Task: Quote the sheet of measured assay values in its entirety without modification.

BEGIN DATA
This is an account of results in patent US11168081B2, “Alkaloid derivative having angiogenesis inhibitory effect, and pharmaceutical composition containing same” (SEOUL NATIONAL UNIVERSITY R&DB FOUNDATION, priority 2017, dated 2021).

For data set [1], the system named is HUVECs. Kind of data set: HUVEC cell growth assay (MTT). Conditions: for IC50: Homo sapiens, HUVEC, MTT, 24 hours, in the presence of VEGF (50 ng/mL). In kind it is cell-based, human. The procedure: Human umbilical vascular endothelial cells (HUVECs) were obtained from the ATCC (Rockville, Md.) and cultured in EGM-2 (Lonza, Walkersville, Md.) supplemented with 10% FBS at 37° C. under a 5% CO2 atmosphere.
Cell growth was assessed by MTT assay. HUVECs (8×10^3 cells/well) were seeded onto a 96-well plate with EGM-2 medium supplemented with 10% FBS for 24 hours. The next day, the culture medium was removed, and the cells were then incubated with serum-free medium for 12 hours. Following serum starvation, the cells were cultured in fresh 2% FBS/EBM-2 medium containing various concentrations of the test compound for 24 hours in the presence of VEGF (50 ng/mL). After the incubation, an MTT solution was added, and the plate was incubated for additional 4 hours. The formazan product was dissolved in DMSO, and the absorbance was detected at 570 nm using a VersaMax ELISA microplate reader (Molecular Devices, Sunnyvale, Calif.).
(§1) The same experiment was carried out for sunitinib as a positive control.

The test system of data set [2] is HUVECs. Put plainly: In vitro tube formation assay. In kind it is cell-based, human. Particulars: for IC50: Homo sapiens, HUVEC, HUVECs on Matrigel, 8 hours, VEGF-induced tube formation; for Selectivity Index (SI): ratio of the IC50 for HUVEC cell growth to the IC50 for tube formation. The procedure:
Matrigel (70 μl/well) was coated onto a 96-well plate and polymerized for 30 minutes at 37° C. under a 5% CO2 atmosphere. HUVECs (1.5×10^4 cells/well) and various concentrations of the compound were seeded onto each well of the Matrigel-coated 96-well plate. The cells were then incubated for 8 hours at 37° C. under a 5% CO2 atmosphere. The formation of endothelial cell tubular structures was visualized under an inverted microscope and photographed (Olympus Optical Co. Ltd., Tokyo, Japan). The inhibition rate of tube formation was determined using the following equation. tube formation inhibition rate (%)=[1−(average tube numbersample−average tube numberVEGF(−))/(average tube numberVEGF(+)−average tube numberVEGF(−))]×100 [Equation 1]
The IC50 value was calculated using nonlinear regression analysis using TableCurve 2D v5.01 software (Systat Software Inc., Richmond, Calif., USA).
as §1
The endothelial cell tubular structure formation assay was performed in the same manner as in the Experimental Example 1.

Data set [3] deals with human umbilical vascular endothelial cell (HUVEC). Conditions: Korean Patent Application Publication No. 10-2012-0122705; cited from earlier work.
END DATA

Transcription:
This is an account of results in patent US11168081B2, “Alkaloid derivative having angiogenesis inhibitory effect, and pharmaceutical composition containing same” (SEOUL NATIONAL UNIVERSITY R&DB FOUNDATION, priority 2017, dated 2021).

For data set [1], the system named is HUVECs. Kind of data set: HUVEC cell growth assay (MTT). Conditions: for IC50: Homo sapiens, HUVEC, MTT, 24 hours, in the presence of VEGF (50 ng/mL). In kind it is cell-based, human. The procedure: Human umbilical vascular endothelial cells (HUVECs) were obtained from the ATCC (Rockville, Md.) and cultured in EGM-2 (Lonza, Walkersville, Md.) supplemented with 10% FBS at 37° C. under a 5% CO2 atmosphere.
Cell growth was assessed by MTT assay. HUVECs (8×10^3 cells/well) were seeded onto a 96-well plate with EGM-2 medium supplemented with 10% FBS for 24 hours. The next day, the culture medium was removed, and the cells were then incubated with serum-free medium for 12 hours. Following serum starvation, the cells were cultured in fresh 2% FBS/EBM-2 medium containing various concentrations of the test compound for 24 hours in the presence of VEGF (50 ng/mL). After the incubation, an MTT solution was added, and the plate was incubated for additional 4 hours. The formazan product was dissolved in DMSO, and the absorbance was detected at 570 nm using a VersaMax ELISA microplate reader (Molecular Devices, Sunnyvale, Calif.).
(§1) The same experiment was carried out for sunitinib as a positive control.

The test system of data set [2] is HUVECs. Put plainly: In vitro tube formation assay. In kind it is cell-based, human. Particulars: for IC50: Homo sapiens, HUVEC, HUVECs on Matrigel, 8 hours, VEGF-induced tube formation; for Selectivity Index (SI): ratio of the IC50 for HUVEC cell growth to the IC50 for tube formation. The procedure:
Matrigel (70 μl/well) was coated onto a 96-well plate and polymerized for 30 minutes at 37° C. under a 5% CO2 atmosphere. HUVECs (1.5×10^4 cells/well) and various concentrations of the compound were seeded onto each well of the Matrigel-coated 96-well plate. The cells were then incubated for 8 hours at 37° C. under a 5% CO2 atmosphere. The formation of endothelial cell tubular structures was visualized under an inverted microscope and photographed (Olympus Optical Co. Ltd., Tokyo, Japan). The inhibition rate of tube formation was determined using the following equation. tube formation inhibition rate (%)=[1−(average tube numbersample−average tube numberVEGF(−))/(average tube numberVEGF(+)−average tube numberVEGF(−))]×100 [Equation 1]
The IC50 value was calculated using nonlinear regression analysis using TableCurve 2D v5.01 software (Systat Software Inc., Richmond, Calif., USA).
as §1
The endothelial cell tubular structure formation assay was performed in the same manner as in the Experimental Example 1.

Data set [3] deals with human umbilical vascular endothelial cell (HUVEC). Conditions: Korean Patent Application Publication No. 10-2012-0122705; cited from earlier work.